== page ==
Dutch man on trial in ‘sextortion’ cyberbully case

January 25, 2017 5:17 pm
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The shadows of five teenage girls who were cyber sex victims/AFP-File

, AMSTERDAM, Netherlands, Jan 25 – A man accused of a worldwide cyberbullying racket that got young girls to pose naked before blackmailing them went on trial Wednesday in Amsterdam, saying he is innocent of the charges.

The defendant Aydin C. is suspected of forcing dozens of young women from as far as Britain, Canada, Norway and the United States into performing sex acts in front of their webcams.

Overview
  • Aydin C. used dozens of aliases like "Tyler Boo" and "Kelsy Rain" and employed different computer tricks, including a program to fool young girls into thinking they were chatting live to a girl of similar age.
  • Investigators found some 204,000 images on hard disks belonging to the accused, but prosecutors did not say what the images depicted.

“I deny all charges and will remain silent until my closing statement,” a defiant Aydin C. identified only by his first name because of Dutch privacy rules told judges at a high-security courthouse.

The 38-year-old Dutchman faces 72 charges including computer sex crimes such as making and storing of child pornography, blackmail, fraud and hard drug possession, prosecutors said.

Aydin C. is also wanted for trial in Canada in the case of teen Amanda Todd who committed suicide in October 2012 after being tormented by an anonymous cyberbully.

Sexual acts

“He posed online as a young woman and established trust relationships with 34 young girls, eventually getting them to pose naked in front of a webcam,” Dutch public prosecution service spokesman Lars Stempher told reporters outside the courtroom.

Once Aydin C. obtained the images, his tone changed and he would start to threaten the girls, telling them he would show the images to parents, relatives and school friends if they did not do as told.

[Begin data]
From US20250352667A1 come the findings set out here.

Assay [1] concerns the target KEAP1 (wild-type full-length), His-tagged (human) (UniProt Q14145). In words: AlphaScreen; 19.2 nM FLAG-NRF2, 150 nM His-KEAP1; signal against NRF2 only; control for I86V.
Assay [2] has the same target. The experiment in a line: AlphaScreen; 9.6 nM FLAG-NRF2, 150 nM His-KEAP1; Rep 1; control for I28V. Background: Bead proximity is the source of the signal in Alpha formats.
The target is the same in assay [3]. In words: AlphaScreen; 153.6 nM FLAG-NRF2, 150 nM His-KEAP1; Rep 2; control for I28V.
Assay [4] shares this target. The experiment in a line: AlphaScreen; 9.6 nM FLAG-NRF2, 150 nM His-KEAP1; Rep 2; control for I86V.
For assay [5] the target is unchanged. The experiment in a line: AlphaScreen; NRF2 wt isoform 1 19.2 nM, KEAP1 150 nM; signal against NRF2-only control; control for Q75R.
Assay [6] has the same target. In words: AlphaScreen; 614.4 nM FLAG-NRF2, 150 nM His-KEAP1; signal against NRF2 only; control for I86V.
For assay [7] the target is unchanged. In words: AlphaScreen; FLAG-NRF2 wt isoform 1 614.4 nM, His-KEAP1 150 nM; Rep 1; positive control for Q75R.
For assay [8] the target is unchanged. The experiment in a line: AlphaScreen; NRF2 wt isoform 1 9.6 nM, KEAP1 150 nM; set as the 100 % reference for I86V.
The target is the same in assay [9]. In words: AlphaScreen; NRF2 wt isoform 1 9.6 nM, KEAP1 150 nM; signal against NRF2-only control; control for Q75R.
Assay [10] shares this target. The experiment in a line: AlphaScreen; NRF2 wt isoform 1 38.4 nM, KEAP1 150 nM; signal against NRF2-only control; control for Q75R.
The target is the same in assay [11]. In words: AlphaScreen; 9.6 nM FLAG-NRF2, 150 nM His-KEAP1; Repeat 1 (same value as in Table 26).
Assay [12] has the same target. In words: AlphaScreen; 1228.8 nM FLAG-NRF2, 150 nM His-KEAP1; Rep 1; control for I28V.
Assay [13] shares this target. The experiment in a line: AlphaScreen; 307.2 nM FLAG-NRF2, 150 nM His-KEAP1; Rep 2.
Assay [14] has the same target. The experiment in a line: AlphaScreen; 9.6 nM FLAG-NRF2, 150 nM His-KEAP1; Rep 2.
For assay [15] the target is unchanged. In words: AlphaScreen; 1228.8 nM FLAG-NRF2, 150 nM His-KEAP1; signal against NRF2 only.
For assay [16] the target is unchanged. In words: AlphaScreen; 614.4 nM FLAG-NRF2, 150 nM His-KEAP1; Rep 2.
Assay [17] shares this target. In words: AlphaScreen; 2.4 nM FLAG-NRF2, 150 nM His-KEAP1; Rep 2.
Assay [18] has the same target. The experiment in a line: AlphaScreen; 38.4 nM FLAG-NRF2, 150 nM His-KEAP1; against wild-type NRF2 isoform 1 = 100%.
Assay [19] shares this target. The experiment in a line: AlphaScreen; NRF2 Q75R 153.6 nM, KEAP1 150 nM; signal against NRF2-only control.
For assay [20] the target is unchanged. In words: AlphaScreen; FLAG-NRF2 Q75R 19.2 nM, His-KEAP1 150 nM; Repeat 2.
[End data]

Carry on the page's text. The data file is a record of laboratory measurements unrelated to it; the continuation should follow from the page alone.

“This included performing sexual acts and in the end the girls became trapped in his web,” Stempher said.

Five gay men mainly in Australia were also lured in, when Aydin C. allegedly posed as a young boy and “eventually he threatened them that he would expose their sexuality, leading to blackmail.”

In one case, an amount of 1,000 euros ($1,100) was then paid into an account, the court heard.

Aydin C. used dozens of aliases like “Tyler Boo” and “Kelsy Rain” and employed different computer tricks, including a program to fool young girls into thinking they were chatting live to a girl of similar age.

Investigators found some 204,000 images on hard disks belonging to the accused, but prosecutors did not say what the images depicted.

Aydin C., who leaned back in his chair during the hearing, his long greying hair slicked back behind his ears, did not respond to questions posed by the judge.

He was arrested after Facebook rang alarm bells in 2013, telling Dutch police a “sextortionist” somebody who uses sex to blackmail others was at work in The Netherlands.

Teen suicide

Canada has asked for Aydin C. to be extradited in the case of teen Amanda Todd who committed suicide in October 2012 after being tormented by an anonymous cyberbully.

“The notorious case, that of Amanda Todd regularly pops up in this case docket,” Judge Karel Brunner said.

“That case is not before the court today. Obviously the Canadian authorities are planning to prosecute,” the judge said.

A Dutch court in June last year ruled in favour of Aydin C.’s extradition to Canada to stand trial in connection with Todd’s death. The extradition case is under appeal before the Dutch highest Supreme Court.

The 15-year-old’s suicide sparked a worldwide debate about appropriate online behaviour, and prompted calls for cyberbullying to be criminalised.

In a YouTube video watched by millions worldwide, Todd said before her death that she suffered from anxiety, “major depression” and panic attacks after a photo of her breasts, flashed in an online video chat with a stranger, was distributed in her community.

If extradited, Aydin C. however will be sent to Canada only after the end of his trial in the Netherlands prosecutors said, meaning it could still take years.

Commenting on the Dutch case, Aydin C.’s lawyer Robert Malewicz told AFP outside the courtroom “we are disputing that there is a proper link between the evidence presented and my client.”

“We will ask for an acquittal,” he said.

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